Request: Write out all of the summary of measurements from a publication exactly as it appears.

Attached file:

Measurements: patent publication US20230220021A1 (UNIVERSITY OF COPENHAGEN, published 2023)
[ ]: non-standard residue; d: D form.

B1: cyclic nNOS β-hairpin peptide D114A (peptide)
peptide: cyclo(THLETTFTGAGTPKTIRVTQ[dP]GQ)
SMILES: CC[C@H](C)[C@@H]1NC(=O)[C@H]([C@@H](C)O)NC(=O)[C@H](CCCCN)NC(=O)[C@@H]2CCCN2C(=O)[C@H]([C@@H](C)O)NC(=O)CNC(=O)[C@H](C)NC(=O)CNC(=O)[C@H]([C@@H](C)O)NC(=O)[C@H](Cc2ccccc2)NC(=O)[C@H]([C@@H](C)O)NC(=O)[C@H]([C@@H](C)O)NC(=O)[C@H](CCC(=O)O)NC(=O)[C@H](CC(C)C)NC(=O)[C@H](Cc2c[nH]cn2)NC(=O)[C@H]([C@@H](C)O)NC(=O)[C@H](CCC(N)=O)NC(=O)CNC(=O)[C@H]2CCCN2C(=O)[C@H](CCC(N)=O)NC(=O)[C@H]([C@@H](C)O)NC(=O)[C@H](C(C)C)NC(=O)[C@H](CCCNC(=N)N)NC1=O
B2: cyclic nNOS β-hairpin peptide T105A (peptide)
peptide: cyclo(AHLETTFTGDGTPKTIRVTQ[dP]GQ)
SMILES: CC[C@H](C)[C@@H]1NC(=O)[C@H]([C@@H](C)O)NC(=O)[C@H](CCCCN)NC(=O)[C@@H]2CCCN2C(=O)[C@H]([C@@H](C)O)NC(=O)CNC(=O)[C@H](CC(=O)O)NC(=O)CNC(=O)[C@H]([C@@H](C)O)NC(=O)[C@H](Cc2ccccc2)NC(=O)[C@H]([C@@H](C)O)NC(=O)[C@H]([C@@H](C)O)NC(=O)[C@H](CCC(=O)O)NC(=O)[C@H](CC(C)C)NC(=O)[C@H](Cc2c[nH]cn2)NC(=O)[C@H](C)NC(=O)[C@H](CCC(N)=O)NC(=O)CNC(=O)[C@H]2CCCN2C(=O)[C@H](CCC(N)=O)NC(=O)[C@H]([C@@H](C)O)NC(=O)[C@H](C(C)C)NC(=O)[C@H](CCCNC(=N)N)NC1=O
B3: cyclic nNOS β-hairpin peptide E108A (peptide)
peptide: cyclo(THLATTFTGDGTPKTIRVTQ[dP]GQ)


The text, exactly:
Measurements: patent publication US20230220021A1 (UNIVERSITY OF COPENHAGEN, published 2023)
[ ]: non-standard residue; d: D form.

B1: cyclic nNOS β-hairpin peptide D114A (peptide)
peptide: cyclo(THLETTFTGAGTPKTIRVTQ[dP]GQ)
SMILES: CC[C@H](C)[C@@H]1NC(=O)[C@H]([C@@H](C)O)NC(=O)[C@H](CCCCN)NC(=O)[C@@H]2CCCN2C(=O)[C@H]([C@@H](C)O)NC(=O)CNC(=O)[C@H](C)NC(=O)CNC(=O)[C@H]([C@@H](C)O)NC(=O)[C@H](Cc2ccccc2)NC(=O)[C@H]([C@@H](C)O)NC(=O)[C@H]([C@@H](C)O)NC(=O)[C@H](CCC(=O)O)NC(=O)[C@H](CC(C)C)NC(=O)[C@H](Cc2c[nH]cn2)NC(=O)[C@H]([C@@H](C)O)NC(=O)[C@H](CCC(N)=O)NC(=O)CNC(=O)[C@H]2CCCN2C(=O)[C@H](CCC(N)=O)NC(=O)[C@H]([C@@H](C)O)NC(=O)[C@H](C(C)C)NC(=O)[C@H](CCCNC(=N)N)NC1=O
B2: cyclic nNOS β-hairpin peptide T105A (peptide)
peptide: cyclo(AHLETTFTGDGTPKTIRVTQ[dP]GQ)
SMILES: CC[C@H](C)[C@@H]1NC(=O)[C@H]([C@@H](C)O)NC(=O)[C@H](CCCCN)NC(=O)[C@@H]2CCCN2C(=O)[C@H]([C@@H](C)O)NC(=O)CNC(=O)[C@H](CC(=O)O)NC(=O)CNC(=O)[C@H]([C@@H](C)O)NC(=O)[C@H](Cc2ccccc2)NC(=O)[C@H]([C@@H](C)O)NC(=O)[C@H]([C@@H](C)O)NC(=O)[C@H](CCC(=O)O)NC(=O)[C@H](CC(C)C)NC(=O)[C@H](Cc2c[nH]cn2)NC(=O)[C@H](C)NC(=O)[C@H](CCC(N)=O)NC(=O)CNC(=O)[C@H]2CCCN2C(=O)[C@H](CCC(N)=O)NC(=O)[C@H]([C@@H](C)O)NC(=O)[C@H](C(C)C)NC(=O)[C@H](CCCNC(=N)N)NC1=O
B3: cyclic nNOS β-hairpin peptide E108A (peptide)
peptide: cyclo(THLATTFTGDGTPKTIRVTQ[dP]GQ)